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Not against capitalism, says Arvind Kejriwal

Tuesday, 18 February 2014 - 6:00am IST | Place: New Delhi | Agency: DNA

In a bid to shed the anti-corporate image, Aam Aadmi Party's (AAP) Arvind Kejriwal on Monday extended an olive branch to corporates stating he is only against "crony capitalism" and not capitalism. He also announced that "governments have no business to be in business" and AAP favours privatisation but with proper regulation by government.

Kejriwal's move to address the national council of the Confederation of Indian Industry (CII) comes after AAP's Delhi government took strong action against Anil Ambani-led Reliance on power tariff issue and Mukesh Ambani-led Reliance in the gas issue. His address was probably to soothe nerves of the industry which was clearly feeling uncomfortable with AAP.

AAP sources told dna that "Kejriwal's address at CII is only first in the list of many to come and there will be many more in the days ahead. Not just business meets, Kejriwal will be seen at many more meetings of various groups in the days ahead to spell out AAP's stand on various issues," sources said.

Kejriwal stressed that he is "not against capitalism but only against crony capitalism" as a "small section of businessman are looting the country." He clarified that he is not against privatisation of utilities or services but government cannot give a free hand to private companies and privatisation requires proper regulation by government.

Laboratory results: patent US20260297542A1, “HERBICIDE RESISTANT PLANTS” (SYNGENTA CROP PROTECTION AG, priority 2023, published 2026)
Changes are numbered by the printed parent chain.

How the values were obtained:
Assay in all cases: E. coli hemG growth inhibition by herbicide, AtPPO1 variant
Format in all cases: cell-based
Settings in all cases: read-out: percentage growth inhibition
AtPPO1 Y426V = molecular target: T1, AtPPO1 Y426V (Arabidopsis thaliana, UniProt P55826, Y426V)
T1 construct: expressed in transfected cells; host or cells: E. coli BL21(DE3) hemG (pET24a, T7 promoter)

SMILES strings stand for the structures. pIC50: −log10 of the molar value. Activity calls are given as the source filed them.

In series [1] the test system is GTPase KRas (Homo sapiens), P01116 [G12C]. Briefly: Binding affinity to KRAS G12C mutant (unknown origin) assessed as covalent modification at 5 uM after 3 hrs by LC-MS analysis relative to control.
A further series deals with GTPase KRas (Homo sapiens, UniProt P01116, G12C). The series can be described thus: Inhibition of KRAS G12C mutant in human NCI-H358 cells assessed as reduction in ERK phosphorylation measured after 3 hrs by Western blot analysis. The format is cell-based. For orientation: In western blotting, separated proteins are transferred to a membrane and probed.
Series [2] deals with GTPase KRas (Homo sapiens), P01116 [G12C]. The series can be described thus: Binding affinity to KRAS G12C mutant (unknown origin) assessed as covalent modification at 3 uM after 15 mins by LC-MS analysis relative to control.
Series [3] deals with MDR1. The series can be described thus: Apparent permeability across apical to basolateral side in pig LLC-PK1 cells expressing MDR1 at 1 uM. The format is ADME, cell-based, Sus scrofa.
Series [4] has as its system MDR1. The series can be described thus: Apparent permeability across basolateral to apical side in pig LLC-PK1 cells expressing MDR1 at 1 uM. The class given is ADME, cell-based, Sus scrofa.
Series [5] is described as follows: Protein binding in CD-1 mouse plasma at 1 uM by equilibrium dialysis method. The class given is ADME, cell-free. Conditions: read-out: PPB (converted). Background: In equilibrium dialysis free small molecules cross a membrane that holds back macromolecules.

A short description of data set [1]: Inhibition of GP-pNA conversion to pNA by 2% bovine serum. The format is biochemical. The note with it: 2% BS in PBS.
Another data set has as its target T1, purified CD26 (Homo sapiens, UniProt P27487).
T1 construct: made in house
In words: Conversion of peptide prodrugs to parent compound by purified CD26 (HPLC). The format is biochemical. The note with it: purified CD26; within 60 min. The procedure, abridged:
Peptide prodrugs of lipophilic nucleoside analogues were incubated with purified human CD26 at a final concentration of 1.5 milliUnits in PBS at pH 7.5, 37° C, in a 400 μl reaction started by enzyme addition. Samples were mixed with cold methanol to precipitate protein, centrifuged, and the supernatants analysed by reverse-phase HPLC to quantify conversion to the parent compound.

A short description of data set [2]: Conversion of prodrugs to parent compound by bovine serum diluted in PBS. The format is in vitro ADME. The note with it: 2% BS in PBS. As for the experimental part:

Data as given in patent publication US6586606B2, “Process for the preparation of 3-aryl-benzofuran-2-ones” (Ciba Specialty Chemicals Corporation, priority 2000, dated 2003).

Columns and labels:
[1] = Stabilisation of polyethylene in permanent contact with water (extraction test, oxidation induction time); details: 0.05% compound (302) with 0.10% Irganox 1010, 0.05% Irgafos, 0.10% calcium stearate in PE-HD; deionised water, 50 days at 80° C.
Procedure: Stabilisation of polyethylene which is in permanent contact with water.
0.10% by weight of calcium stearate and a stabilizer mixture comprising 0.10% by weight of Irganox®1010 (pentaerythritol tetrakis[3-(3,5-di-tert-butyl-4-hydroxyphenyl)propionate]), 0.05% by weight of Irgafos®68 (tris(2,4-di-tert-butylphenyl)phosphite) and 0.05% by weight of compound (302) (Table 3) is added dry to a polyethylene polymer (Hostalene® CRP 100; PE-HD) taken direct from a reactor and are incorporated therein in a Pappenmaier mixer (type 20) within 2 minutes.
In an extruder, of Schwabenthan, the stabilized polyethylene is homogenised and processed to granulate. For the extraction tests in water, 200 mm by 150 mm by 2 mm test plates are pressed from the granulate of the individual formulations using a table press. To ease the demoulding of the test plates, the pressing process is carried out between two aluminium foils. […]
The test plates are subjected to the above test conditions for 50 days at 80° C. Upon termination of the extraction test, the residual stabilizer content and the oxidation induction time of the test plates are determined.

"Governments have no business of being in business. The business should be left to private sector. Government should only do governance," said Kejriwal outlining AAP's economic vision. He emphasised that his party is against licence-raj and inspector-raj and instead in favour of simplifying procedures for business.

He also took a dig against UPA government stating that while best economic policies were being talked about, they never got implemented. He blamed misgovernance stating that "we are first class citizens who are victims of third class governance."

"Indians abroad do well, but if someone wants to do business in India, government makes all effort to make life miserable," he added.

He also said it is private industry that is best suited to address needs such as jobs creation. "Government cannot create jobs … it can only create an eco-system that supports the creation of jobs," he said.

"… there are no jobs in government … We need to also better the education system. The youth of our country should be job creators rather than job seekers," he added.

Several industrialists, who attended the session, said Kejriwal made all the right noises but needs to follow it up with the same in his party's manifesto. CII's founder president and industrialist PK Nanda, while speaking to dna, said Kejriwal's views were certainly welcome if all what he has said would be followed by him and his party in future as well.


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